Sydney Morning Herald
FTA threatens blood supply: study
July 14, 2006
The safety of the Australian blood supply could be jeopardised under the free trade agreement with the United States, researchers have warned.
Under the Australia United States Free Trade Agreement (AUSFTA), the federal government agreed to recommend to the states and territories that Australia’s blood product arrangements be opened up to overseas tender.
In particular, the process of plasma fractionation - the large-scale separation of blood into a number of proteins for medical use - could be taken offshore for the first time.
Researchers at Australian National University (ANU) have warned that transporting plasma over longer distances would leave it vulnerable to error and loss.
Increased economic competition could lead to inappropriate cost-cutting in manufacture, and Australia would have difficulty monitoring the situation, they claimed in a Medical Journal of Australia article published online.
Lead author Dr Hilary Bambrick said such a move also could lead to a decline in Australia’s regulatory standards as products become subject to international trade dispute rulings.
"Australia has been forced to compromise on quarantine in the past, and similar pressures could be applied to blood products once trade is opened up," Dr Bambrick said.
"You can have all the regulatory requirements that you like, but with a more open market we could see the eventual erosion of Australia’s blood safety standards."
At present, Australian company CSL Limited is the sole provider of plasma fractionation services under an agreement with the federal government.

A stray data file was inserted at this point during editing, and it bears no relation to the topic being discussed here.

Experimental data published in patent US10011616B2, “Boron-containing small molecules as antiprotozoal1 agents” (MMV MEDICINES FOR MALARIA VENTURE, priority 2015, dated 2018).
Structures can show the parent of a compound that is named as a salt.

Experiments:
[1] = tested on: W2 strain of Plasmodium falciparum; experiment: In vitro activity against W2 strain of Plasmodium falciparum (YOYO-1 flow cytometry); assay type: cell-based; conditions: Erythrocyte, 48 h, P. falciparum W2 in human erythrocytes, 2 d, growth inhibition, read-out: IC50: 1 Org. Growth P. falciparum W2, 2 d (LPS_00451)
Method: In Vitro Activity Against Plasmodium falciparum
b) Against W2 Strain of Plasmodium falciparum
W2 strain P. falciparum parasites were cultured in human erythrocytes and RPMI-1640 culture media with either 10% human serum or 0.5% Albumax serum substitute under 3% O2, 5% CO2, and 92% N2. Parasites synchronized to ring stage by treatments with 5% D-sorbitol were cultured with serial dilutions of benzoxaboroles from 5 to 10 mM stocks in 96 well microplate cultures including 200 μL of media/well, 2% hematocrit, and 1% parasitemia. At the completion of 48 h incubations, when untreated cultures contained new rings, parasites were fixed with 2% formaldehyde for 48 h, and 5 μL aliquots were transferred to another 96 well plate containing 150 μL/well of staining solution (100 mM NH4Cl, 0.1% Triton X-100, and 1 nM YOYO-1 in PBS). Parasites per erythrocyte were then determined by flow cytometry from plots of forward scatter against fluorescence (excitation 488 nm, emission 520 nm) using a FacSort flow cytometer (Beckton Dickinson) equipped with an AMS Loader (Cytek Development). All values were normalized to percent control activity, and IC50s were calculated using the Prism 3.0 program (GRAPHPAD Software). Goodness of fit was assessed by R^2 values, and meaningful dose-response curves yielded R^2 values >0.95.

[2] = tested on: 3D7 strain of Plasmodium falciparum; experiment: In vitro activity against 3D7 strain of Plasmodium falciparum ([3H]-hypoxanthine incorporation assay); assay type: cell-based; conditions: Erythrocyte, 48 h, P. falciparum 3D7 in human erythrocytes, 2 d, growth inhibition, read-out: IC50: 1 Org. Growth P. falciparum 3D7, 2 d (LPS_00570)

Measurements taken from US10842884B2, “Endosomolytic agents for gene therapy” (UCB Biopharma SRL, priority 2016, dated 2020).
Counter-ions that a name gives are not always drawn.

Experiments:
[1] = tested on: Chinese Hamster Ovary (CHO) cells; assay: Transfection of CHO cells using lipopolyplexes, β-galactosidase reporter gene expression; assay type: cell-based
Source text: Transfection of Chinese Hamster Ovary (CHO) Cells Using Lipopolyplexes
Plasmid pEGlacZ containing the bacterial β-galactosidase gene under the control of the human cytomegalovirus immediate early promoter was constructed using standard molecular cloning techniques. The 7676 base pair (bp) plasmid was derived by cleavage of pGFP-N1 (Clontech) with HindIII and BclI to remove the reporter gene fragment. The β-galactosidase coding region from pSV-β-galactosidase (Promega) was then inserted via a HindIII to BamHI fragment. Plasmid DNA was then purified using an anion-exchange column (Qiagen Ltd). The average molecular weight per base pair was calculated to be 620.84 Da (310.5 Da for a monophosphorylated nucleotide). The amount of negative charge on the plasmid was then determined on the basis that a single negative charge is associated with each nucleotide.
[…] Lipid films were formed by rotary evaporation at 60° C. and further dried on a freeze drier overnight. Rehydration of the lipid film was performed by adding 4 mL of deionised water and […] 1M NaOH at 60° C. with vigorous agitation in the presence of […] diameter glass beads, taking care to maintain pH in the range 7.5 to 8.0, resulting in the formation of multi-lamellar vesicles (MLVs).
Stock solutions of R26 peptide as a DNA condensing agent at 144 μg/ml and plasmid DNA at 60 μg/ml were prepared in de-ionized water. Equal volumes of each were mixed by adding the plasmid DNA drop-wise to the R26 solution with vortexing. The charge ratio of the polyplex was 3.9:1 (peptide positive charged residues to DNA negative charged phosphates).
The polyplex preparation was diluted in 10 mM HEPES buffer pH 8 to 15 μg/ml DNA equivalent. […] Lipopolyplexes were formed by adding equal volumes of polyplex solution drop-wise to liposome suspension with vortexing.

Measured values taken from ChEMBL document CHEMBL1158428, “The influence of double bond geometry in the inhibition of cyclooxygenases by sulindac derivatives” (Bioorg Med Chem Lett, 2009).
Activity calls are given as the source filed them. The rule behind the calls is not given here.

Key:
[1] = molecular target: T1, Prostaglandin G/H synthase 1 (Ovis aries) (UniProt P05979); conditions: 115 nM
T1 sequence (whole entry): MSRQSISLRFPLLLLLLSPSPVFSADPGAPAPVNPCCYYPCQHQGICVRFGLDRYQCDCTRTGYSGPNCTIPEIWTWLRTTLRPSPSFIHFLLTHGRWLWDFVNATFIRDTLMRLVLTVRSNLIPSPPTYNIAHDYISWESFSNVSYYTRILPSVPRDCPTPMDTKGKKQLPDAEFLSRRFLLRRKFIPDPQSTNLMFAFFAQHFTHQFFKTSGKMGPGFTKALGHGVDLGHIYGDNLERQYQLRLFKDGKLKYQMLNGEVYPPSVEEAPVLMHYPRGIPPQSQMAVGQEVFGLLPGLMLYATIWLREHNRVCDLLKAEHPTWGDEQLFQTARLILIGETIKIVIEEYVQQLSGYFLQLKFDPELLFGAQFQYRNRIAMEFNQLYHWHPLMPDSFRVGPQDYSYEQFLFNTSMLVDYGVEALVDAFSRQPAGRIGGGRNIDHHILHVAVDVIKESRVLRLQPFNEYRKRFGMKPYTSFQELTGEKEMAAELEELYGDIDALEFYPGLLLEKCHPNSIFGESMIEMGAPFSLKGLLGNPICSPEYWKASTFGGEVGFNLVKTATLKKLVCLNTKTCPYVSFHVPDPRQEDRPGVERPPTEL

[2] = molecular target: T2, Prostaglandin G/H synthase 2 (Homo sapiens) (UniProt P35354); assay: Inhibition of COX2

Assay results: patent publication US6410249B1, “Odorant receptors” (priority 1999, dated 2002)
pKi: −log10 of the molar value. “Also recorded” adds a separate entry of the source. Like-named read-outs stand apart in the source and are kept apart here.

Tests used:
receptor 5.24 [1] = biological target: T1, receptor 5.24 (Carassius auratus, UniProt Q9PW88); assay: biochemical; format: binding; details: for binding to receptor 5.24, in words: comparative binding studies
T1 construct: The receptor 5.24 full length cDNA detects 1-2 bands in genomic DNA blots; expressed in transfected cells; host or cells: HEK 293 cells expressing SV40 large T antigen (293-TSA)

The authors claim that if Australia loses its capacity to manufacture plasma products, it may never be revived - a concern in today’s uncertain security environment.
They also warned that New Zealand may be forced to "piggy-back" with new Australian arrangements because of the recent agreement to establish a single, joint body that would regulate blood products in both countries.
Australian Medical Association president Dr Mukesh Haikerwal echoed the concerns, calling for the nation’s blood product services to remain self-sufficient.
"Blood products have inherent dangers because we can only test for illness we already understand, and take action to avoid illness through either screening of blood or declining certain high risk people as donors," Dr Haikerwal said.
"The strict rules that are used to screen Australians before donation and their blood after donation keep the risks to a minimum.
"We cannot guarantee the same levels of screening for any imported blood product."
The review into plasma fractionation arrangements is due to report to the federal government in January.